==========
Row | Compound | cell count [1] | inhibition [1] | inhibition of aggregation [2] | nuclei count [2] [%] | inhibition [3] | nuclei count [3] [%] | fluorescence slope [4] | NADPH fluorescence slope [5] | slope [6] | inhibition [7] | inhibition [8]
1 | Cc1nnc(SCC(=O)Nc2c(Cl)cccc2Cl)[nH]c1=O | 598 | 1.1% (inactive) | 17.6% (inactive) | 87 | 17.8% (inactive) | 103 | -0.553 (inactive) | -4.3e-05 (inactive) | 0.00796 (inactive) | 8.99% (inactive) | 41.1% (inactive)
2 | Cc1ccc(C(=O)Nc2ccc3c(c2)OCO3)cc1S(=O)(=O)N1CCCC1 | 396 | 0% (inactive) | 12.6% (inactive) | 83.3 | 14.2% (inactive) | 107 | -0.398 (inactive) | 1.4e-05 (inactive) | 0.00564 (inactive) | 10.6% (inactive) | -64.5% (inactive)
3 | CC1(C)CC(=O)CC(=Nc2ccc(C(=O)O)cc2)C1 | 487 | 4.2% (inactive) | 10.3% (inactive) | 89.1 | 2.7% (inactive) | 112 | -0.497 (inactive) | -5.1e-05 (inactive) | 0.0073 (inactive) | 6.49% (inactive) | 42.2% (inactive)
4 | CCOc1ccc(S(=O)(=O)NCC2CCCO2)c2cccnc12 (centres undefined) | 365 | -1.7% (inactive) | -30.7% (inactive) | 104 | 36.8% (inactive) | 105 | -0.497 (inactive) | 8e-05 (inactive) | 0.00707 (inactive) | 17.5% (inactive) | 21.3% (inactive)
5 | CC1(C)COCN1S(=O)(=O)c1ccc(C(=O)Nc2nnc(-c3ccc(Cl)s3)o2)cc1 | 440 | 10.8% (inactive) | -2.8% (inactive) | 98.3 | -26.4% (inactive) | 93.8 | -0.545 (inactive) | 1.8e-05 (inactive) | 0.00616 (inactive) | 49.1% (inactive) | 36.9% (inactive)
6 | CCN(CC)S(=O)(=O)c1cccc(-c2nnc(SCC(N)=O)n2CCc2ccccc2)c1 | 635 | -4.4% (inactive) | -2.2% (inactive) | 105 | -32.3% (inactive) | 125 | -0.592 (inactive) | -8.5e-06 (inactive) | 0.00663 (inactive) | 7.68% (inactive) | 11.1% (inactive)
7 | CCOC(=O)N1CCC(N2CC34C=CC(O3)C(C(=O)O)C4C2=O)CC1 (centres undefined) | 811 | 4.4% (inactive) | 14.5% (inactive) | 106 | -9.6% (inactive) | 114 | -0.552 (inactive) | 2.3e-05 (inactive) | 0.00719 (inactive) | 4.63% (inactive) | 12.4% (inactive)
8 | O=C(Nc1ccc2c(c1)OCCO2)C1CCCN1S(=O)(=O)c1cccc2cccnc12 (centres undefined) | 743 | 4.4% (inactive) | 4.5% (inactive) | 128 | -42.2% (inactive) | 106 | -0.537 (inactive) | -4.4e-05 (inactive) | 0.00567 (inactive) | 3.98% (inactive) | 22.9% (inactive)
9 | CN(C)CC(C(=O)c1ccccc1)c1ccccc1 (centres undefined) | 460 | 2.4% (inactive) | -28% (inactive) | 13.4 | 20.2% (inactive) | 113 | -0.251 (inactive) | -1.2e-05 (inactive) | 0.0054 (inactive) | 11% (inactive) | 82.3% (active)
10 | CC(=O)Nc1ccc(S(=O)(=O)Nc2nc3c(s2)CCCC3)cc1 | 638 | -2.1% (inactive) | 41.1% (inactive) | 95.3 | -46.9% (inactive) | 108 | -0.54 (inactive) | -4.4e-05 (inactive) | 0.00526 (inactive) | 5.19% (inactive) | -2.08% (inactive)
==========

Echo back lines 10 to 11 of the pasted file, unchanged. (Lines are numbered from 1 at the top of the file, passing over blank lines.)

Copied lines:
9 | CN(C)CC(C(=O)c1ccccc1)c1ccccc1 (centres undefined) | 460 | 2.4% (inactive) | -28% (inactive) | 13.4 | 20.2% (inactive) | 113 | -0.251 (inactive) | -1.2e-05 (inactive) | 0.0054 (inactive) | 11% (inactive) | 82.3% (active)
10 | CC(=O)Nc1ccc(S(=O)(=O)Nc2nc3c(s2)CCCC3)cc1 | 638 | -2.1% (inactive) | 41.1% (inactive) | 95.3 | -46.9% (inactive) | 108 | -0.54 (inactive) | -4.4e-05 (inactive) | 0.00526 (inactive) | 5.19% (inactive) | -2.08% (inactive)